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Jul-31-2007 14:37printcomments

War Deployments Responsible for Increased Child Abuse, Neglect

The study was funded by the U.S. Army Medical Research and Materiel Command.

iraq war photo
Photo courtesy: DOD

(WASHINGTON, D.C.) - Confirmed incidents of child abuse and neglect among Army families significantly increase when a parent is deployed to a combat zone, according to a new study by researchers at RTI International and the University of North Carolina at Chapel Hill School of Public Health.

The study, which appears in the Aug. 1 issue of the Journal of the American Medical Association, compares the rates of child abuse and neglect among nearly 2,000 Army families with confirmed incidents of child abuse or neglect.

Researchers compared rates of abuse and neglect while enlisted soldiers were at home and while they were deployed for combat operations between late 2001 and the end of 2004.

The study was funded by the U.S. Army Medical Research and Materiel Command.

Researchers found that the overall rate of child abuse and neglect was more than 40 percent higher while a soldier-parent was deployed for a combat tour than when he or she was at home.

"Because this study measured incidents of child abuse and neglect within individual families during times of deployment and non-deployment, the evidence is pretty strong that combat-related deployments are responsible for the increase," said Deborah Gibbs, M.S.P.H., a senior health analyst at RTI and the study's lead author. "These findings were consistent regardless of parents' age, rank or ethnic background, indicating that deployments are difficult for all kinds of families."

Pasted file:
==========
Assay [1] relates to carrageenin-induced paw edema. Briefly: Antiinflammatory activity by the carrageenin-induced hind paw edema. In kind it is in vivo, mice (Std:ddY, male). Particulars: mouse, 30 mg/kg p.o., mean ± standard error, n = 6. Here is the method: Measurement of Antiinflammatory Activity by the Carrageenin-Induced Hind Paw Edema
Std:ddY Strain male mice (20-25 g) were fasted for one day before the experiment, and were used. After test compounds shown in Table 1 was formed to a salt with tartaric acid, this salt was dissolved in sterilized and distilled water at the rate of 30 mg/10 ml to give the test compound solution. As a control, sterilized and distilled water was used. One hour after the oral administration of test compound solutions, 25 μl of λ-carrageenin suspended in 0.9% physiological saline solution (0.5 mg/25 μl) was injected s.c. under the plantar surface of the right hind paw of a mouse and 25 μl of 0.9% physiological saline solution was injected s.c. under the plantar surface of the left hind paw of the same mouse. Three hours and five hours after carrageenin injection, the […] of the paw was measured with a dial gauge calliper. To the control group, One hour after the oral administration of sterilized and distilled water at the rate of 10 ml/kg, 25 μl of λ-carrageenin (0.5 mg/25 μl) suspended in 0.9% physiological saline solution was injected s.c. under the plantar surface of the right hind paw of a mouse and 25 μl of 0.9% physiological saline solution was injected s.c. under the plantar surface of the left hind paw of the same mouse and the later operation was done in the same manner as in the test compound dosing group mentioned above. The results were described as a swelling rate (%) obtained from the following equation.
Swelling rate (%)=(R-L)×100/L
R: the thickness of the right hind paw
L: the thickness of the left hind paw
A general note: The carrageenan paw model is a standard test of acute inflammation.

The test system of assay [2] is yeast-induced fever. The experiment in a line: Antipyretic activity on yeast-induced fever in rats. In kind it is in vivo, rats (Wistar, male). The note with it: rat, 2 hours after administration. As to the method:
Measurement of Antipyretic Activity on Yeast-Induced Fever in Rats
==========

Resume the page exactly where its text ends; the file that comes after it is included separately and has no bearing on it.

Civilian mothers whose soldier-husbands were deployed showed the greatest increase in the rate of child abuse and neglect during deployment, with their rate of child physical abuse being nearly twice as high during deployments and their rate of child neglect, in which parents do not properly care for their children, being nearly four times higher during deployments.

"Although many military families manage to cope with the stress created by combat deployments, in other families this stress significantly impairs the parents' ability to care for their children appropriately," said Sandra Martin, Ph.D., professor in the Department of Child and Maternal Health at the University of North Carolina at Chapel Hill and co-author of the study.

"The Army is very aware of these issues, and they're working hard to support families during deployments," Gibbs said. "Our study confirms that supportive services are needed for families of deployed soldiers and that those services need to be provided in a way that encourages parents who are having difficulties to take advantage of them."

Co-authors of the study also include Lawrence Kupper, Ph.D., alumni distinguished professor of biostatistics at UNC, and Ruby Johnson, a statistician at RTI.




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